Public capital, private capital, and economic growth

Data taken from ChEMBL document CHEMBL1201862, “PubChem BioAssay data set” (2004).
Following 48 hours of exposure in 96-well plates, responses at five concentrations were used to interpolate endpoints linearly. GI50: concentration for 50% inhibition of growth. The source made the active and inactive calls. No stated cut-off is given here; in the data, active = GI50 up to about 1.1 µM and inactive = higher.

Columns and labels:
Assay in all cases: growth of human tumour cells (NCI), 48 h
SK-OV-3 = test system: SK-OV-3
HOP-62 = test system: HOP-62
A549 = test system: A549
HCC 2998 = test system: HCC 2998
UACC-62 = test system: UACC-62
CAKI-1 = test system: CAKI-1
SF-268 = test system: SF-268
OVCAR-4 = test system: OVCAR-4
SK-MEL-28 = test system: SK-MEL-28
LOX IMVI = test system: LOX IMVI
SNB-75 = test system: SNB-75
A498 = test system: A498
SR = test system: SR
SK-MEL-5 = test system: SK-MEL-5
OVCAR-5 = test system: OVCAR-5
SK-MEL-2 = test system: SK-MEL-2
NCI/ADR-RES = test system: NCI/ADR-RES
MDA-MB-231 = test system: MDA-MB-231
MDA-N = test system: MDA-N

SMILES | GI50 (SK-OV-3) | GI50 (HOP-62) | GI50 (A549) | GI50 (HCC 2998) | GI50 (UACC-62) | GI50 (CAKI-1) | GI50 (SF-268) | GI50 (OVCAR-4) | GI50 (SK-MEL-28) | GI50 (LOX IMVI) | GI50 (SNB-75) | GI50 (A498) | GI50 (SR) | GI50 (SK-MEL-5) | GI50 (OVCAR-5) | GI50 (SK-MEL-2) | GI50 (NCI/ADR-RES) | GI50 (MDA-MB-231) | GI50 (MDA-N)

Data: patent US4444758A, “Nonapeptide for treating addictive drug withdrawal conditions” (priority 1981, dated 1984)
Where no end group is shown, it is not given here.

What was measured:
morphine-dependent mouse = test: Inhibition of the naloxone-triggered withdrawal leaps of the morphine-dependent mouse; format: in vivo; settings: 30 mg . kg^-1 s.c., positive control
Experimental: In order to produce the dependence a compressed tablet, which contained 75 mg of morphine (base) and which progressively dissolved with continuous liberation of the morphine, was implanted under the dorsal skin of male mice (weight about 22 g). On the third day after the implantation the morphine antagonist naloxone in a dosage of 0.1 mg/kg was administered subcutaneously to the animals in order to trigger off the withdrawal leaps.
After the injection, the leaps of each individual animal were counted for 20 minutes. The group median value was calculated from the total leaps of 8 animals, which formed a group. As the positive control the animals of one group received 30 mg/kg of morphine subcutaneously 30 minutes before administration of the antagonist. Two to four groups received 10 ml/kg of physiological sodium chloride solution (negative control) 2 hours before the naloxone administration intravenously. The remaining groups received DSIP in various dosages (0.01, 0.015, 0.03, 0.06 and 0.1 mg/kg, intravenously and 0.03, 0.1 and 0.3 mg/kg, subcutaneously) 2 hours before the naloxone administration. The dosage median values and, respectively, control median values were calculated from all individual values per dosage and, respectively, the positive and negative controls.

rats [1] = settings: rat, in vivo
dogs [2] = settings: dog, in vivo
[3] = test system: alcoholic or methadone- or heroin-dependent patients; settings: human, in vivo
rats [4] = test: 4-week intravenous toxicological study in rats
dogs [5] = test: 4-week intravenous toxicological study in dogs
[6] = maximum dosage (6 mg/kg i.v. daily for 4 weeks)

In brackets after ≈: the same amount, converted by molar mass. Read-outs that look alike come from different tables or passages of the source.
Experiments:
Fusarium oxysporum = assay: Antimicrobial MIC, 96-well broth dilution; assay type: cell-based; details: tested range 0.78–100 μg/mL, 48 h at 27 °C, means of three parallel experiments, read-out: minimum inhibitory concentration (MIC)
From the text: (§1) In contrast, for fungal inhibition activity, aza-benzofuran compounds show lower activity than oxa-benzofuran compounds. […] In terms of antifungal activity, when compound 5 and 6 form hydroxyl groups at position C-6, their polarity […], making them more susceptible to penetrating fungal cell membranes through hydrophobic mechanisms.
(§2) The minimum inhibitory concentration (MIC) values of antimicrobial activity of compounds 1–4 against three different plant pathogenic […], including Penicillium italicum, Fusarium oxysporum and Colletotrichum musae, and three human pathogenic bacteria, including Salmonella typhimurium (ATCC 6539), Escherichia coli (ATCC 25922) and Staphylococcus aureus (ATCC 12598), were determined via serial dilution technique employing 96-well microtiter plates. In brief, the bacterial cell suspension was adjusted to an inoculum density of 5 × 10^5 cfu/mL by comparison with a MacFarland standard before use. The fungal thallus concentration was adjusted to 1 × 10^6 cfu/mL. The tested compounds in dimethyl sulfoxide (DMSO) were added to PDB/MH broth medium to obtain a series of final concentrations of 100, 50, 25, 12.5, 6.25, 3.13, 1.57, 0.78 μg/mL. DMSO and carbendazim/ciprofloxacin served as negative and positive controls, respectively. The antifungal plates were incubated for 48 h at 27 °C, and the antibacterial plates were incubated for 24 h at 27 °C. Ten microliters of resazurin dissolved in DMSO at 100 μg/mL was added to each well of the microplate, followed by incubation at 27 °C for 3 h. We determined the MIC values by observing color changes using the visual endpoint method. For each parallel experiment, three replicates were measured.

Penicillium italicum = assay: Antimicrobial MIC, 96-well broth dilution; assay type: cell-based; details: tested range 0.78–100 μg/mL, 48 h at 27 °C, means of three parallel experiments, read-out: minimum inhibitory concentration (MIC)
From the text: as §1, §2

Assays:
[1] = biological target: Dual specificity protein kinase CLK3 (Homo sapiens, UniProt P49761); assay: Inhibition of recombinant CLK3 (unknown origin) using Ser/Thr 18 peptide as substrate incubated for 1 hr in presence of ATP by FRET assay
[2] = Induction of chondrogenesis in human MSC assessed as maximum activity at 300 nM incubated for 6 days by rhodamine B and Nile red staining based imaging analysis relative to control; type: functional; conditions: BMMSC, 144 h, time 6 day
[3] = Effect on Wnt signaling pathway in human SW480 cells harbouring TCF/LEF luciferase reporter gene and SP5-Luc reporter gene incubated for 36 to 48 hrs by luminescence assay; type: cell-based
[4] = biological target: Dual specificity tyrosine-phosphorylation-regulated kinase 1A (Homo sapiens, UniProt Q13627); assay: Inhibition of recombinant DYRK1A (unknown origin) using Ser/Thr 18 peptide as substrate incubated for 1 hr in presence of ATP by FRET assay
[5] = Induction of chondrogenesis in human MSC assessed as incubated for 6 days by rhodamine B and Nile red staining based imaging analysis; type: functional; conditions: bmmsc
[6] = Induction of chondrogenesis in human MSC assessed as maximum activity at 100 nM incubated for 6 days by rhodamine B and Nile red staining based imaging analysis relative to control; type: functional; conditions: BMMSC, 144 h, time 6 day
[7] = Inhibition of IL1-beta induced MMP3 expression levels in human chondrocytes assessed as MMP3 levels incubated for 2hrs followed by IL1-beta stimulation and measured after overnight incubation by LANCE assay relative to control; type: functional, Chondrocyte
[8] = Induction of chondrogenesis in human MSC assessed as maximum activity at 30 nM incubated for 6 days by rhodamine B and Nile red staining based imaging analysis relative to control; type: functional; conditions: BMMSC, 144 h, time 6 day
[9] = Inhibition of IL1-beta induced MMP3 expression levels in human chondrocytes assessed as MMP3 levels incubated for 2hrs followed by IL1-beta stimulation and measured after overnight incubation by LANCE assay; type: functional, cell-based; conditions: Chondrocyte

An endogenous growth model is presented in which productive government expenditure takes the form of a stock. Private and public capital interact with each other in two different ways. The first takes place in the final output sector and depends on the specification of the aggregate production function (Cobb-Douglas vs. CES). The second has to do with the rates of investment in the two types of capital and arises from the law of motion of public capital. The share of public capital devoted to output production can be exogenous or endogenous. Our results suggest that when this share is exogenous along the balanced growth path the optimal growth rate of the economy depends positively on the degree of complementarity between the investments in the two kinds of capital, irrespective of the form of the aggregate production function. This is also true when the share of public capital devoted to output production is endogenous, as long as the inverse of the intertemporal elasticity of substitution in consumption is sufficiently large. When the technology for final output production is CES and the social planner can choose the fraction of public capital to be devoted to goods-production, optimal growth crucially depends on the elasticity of substitution between the two forms of capital in the production of goods. We analyze the conditions for an increase in this elasticity to yield either a positive, or a negative, or else an ambiguous effect on the economy’s optimal growth rate. Unlike Barro (1990), the relationship between optimal growth and the share of productive government expenditure in GDP is nonlinear and characterized by threshold-effects.
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